Furniture shopping and issues with self-identity

Our trip only took two days, but Budget required a minimum rental of four days for the mileage requested. Since we had an extra day with the truck, and since our vehicle is a small (but mighty!) hatchback, we decided to head to IKEA for some furniture. The Budget rep in Crescent City was kind enough to comp us some extra mileage, which made the deal sweeter.

We’d finally gotten rid of my futon–a momentous occasion for me. Futons can be stylish and convenient, but they represent, for me, and inability to move beyond the immediate post-college years. But that meant we had nowhere for house guests to sleep (the sectional sofa doesn’t count). We planned to use our spare bedroom as an office, but I wanted to be able to convert it to sleeping quarters for the guests we’ll have at least four times a year. We researched sofa beds online and found one at Room & Board which fit our style and needs and wasn’t ridiculously expensive. So we hopped in the truck and headed to the nearest IKEA that was also near a Room & Board showroom.

Who knew that furniture shopping could lead to an existential crisis! We spent a lot of time and money at IKEA, filled up on cheap cafeteria food, then headed to Room & Board to meet our new sofa bed. When we walked in, we were stopped cold by the beauty of it all. The quality, the style that matched ours perfectly…it was lovely. It also underscored how cheap our IKEA furniture looked in comparison. If we got our sofa there (which would be doubly expensive with deliver–which they might not even offer to our area–since they don’t keep stock on hand) and put it next to our EXPEDIT shelves, the difference in quality would be obvious. M said that if we planned to decorate with items solely from Room + Board, we could have a great, stylish home. But to mix and match would make our other stuff look terrible and, well, mismatched.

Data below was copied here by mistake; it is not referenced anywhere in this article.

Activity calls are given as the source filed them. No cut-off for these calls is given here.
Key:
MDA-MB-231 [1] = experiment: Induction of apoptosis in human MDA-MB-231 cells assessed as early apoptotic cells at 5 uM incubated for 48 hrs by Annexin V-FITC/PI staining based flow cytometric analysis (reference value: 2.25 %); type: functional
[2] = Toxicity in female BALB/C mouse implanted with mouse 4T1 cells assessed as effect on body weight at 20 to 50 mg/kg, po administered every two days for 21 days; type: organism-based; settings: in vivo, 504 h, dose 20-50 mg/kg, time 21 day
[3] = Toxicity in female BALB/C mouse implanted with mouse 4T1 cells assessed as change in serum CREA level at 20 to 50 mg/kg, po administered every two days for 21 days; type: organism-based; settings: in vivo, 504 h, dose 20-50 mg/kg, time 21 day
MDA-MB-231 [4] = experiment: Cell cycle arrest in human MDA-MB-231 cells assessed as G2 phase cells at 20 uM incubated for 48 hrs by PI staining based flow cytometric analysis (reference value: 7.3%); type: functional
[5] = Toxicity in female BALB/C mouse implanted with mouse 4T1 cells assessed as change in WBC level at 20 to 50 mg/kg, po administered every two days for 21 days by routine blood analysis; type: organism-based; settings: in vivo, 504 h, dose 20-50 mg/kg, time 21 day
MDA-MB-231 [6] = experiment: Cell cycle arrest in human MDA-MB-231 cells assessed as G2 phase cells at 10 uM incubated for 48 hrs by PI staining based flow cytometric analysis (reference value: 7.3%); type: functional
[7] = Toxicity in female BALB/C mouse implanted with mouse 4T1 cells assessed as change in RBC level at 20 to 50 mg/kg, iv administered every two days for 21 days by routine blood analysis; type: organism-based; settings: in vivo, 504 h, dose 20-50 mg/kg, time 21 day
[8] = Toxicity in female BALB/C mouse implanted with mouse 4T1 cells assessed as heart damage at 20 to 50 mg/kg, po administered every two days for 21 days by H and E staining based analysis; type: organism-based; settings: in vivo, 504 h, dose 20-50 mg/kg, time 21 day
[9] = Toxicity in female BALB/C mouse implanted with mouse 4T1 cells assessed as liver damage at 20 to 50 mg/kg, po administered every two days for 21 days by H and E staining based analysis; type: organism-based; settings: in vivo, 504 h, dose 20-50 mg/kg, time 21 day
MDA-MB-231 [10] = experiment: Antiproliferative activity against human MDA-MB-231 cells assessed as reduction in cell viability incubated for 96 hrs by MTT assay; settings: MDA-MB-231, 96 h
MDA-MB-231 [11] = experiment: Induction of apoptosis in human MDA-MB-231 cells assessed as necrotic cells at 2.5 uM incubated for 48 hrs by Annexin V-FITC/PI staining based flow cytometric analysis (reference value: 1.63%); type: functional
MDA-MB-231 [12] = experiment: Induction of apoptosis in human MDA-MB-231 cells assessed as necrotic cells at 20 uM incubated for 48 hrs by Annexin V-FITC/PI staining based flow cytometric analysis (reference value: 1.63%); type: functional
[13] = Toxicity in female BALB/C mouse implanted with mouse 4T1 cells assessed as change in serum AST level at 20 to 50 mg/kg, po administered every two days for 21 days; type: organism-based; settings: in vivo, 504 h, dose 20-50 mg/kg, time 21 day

We were crushed. Our new income might allow us to decorate using this store, but were we that kind of people? We aren’t wealthy enough to have high-end furnishings, wear fancy clothing, travel a lot, AND give money to our favorite charities. So we would have to choose one. By shopping at IKEA, we saved thousands of dollars (compared to nicer stores) and could afford to support causes that we hold dear and place some money in savings. Buying fancier furnishings would mean cutting our donation budget. At least that’s how we rationalized it. So in the end, we kept our IKEA purchases, returned to IKEA for a perfectly nice sofa bed, and will write a few checks to some nonprofits when the first paycheck rolls in. But I must admit…the decision was not easy. Dollar yogurt in the IKEA cafe made it all go down easier.

We headed home and carried the heavy IKEA items upstairs to the apartment. It was no easy feat after the workout we got the previous day unloading the 24′ truck. But we were ready to return the truck and set up our modest-yet-stylishly-comfortable home.


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Filed under life changes, Life in Coachella Valley

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